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THE CLASSIFICATION OF OCCUPATIONS: A REVIEW OF SELECTED SYSTEMS 200 original typesetting files. Page breaks are true to the original; line lengths, word breaks, heading styles, and other typesetting-specific formatting, however, cannot be About this PDF file: This new digital representation of the original work has been recomposed from XML files created from the original paper book, not from the retained, and some typographic errors may have been accidentally inserted. Please use the print version of this publication as the authoritative version for attribution. a good deal of judgment, since some of the categories are very similar. In the absence of more specific guidelines, the DOT code may be assigned in a somewhat arbitrary manner. Moreover, reliance on the existing classification of the third edition DOT as the bench mark for the assignment of category codes in the fourth edition undoubtedly discouraged rearrangements of the classification and changes in codes. While definition writers for the fourth edition could in principle recommend that categories be combined or eliminated or that new ones be created, there is no documentation of such recommendations. The DOT Code: The Second Three Digits The third edition DOT and various trial matching programs used the worker function scales (the second three digits of the DOT code) to identify occupational groups,2 but the fourth edition makes no attempt to do so. Attempts to classify occupations solely on the basis of their complexity in relation to data, people, and things have been generally unsuccessful. An automated matching system based on worker function codes did not work out, nor did a manual matching attempt in Pittsburgh during the experimental period prior to publication of the third edition.3 Despite the failure of the worker function scales to serve as an adequate basis for matching, the concept is probably useful in developing a classification system for matching. The worker functions are intended to summarize characteristics of workers required by the job (such as their interests and aptitudes).4 They were developed from a realization that every job is actually a job-worker situation and that to describe such a situation adequately, knowledge of the characteristics of both the job and the worker is required. The worker traits required by a job are not 2The 22 major categories of the worker function scales, called areas of work, appear to have been developed in an ad hoc manner. Within each category, occupational groups of related worker function codes are created, but the correspondence of groups to codes is not unique. The same worker function code (e.g., .288) often appears in many different groups. This is perhaps not surprising, since worker function codes attempt to measure the complexity of the job and omit reference to specific skills, which are often important in placement. 3Interview, Adaline Padgett, occupational analyst, Division of Occupational Analysis, U.S. Employment Service, August 1979. 4In their description of the Functional Occupational Classification Project, Fine and Heinz (1958) recount the process by which all the occupational measures created for a group of 4,000 experimental occupations were used as bases for sorting the data into groups of similar occupations; they concluded that the worker functions form the best groups because the profile of the occupations on all the other variables was fairly consistent within worker function groups, at least more so than for groups formed on other bases. It should be pointed out that the techniques for discerning common patterns in data have advanced significantly since the mid-1950s when this research was done. Fine and Heinz sorted the data repeatedly in a search for consistent patterns.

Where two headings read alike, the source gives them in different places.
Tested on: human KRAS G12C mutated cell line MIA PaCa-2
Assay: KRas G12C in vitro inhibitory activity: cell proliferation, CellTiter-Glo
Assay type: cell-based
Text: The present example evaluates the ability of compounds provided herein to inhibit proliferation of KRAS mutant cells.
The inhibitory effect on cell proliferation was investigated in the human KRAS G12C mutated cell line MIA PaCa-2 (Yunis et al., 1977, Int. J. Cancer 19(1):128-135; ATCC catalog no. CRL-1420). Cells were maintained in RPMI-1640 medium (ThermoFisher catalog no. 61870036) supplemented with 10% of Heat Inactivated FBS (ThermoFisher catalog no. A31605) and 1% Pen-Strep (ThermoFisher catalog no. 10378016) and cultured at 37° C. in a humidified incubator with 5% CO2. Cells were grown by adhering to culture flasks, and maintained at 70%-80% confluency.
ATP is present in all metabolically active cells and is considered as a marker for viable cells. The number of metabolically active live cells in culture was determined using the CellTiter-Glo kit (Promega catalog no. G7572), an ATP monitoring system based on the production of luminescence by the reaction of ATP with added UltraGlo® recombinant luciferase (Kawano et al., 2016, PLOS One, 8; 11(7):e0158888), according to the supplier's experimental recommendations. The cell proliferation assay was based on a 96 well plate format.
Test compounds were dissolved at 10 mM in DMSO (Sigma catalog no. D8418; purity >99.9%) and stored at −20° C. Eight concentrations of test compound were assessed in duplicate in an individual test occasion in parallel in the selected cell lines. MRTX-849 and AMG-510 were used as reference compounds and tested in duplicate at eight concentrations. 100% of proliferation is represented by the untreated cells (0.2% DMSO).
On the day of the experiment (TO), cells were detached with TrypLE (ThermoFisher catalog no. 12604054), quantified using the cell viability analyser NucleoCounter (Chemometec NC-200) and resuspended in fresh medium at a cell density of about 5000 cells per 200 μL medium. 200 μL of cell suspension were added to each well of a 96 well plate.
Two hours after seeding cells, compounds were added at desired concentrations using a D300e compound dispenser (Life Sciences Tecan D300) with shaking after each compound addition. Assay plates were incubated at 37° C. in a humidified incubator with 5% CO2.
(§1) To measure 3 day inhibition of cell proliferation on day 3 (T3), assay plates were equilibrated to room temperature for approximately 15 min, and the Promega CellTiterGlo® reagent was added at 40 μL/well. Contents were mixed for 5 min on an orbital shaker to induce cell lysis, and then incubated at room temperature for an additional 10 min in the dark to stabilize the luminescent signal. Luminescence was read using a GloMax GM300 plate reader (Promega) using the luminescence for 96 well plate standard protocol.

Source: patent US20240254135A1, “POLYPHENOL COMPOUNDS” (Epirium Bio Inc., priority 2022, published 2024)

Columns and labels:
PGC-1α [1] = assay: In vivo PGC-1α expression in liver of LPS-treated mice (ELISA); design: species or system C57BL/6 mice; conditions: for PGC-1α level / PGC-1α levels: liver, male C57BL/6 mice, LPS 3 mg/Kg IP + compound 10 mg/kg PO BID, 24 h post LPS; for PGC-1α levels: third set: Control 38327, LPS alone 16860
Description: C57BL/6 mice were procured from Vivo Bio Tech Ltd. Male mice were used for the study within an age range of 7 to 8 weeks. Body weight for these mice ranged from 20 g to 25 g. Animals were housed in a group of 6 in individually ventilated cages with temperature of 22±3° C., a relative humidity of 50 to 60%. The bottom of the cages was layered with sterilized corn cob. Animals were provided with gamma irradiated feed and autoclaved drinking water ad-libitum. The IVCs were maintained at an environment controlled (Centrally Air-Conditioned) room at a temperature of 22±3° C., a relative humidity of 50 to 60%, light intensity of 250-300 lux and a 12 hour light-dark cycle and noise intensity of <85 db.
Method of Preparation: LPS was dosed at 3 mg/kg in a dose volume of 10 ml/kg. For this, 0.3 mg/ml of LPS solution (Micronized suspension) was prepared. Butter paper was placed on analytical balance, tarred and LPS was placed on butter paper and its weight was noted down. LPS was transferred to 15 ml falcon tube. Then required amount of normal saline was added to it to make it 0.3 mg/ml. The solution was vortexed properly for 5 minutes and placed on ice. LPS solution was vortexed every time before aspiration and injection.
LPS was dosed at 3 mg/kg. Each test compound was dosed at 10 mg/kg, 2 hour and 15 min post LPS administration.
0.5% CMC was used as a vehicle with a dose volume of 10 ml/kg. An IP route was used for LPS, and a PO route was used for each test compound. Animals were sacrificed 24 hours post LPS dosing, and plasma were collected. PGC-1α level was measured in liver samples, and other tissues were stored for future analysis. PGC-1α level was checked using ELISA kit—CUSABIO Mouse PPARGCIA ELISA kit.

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THE CLASSIFICATION OF OCCUPATIONS: A REVIEW OF SELECTED SYSTEMS 201 original typesetting files. Page breaks are true to the original; line lengths, word breaks, heading styles, and other typesetting-specific formatting, however, cannot be About this PDF file: This new digital representation of the original work has been recomposed from XML files created from the original paper book, not from the retained, and some typographic errors may have been accidentally inserted. Please use the print version of this publication as the authoritative version for attribution. captured by the considerations that currently enter into determining the first three digits of the DOT codes, which appear to be based primarily on technological processes. Summary Because the transferability of skills is generally regarded as the most appropriate criterion for assessing the similarity of occupations with a view to matching jobs and workers, the two aspects of the classification structure inherent in the DOT codes (the first and second sets of three digits) were ostensibly designed to capture two important elements of the transferability of skills. The first element is job-specific knowledge or skills—the technological aspects of the occupation, the particular subject matter, and the materials and equipment used. These are described by the first three digits of the DOT code. The second element involves the qualities of workers that are required by jobs. These are thought to be captured by the worker function codes (the second three digits) because the worker function configurations “profile” a variety of worker traits consistently. These two bases of classification of the occupational titles in the DOT are conceptually quite appropriate in the judgment of the committee. The implementation of these concepts in practice, however, appears to be somewhat inadequate, and it remains an open question whether these two elements of the transferability of skills could not be better tapped by indicators based on other methodologies. THE KEYWORD SYSTEM OF THE EMPLOYMENT SERVICE More an alternative mechanism for matching job applicants with job openings than an alternative classification system, an automated keyword system has been implemented in a number of Employment Service offices throughout the country. This system was the subject of a limited staff review, reported in Appendix G. The main conclusion that should be drawn from this review is that although automation of the matching process is highly desirable, the keyword system as it is currently implemented suffers severe difficulties and needs to be thoroughly reviewed by a committee of experts, a task that goes beyond the charge to our committee. EXISTING ALTERNATIVE CLASSIFICATIONS FOR JOB- WORKER MATCHING Several alternative methodologies for constructing occupational classifications have been developed in recent years. The task inventories and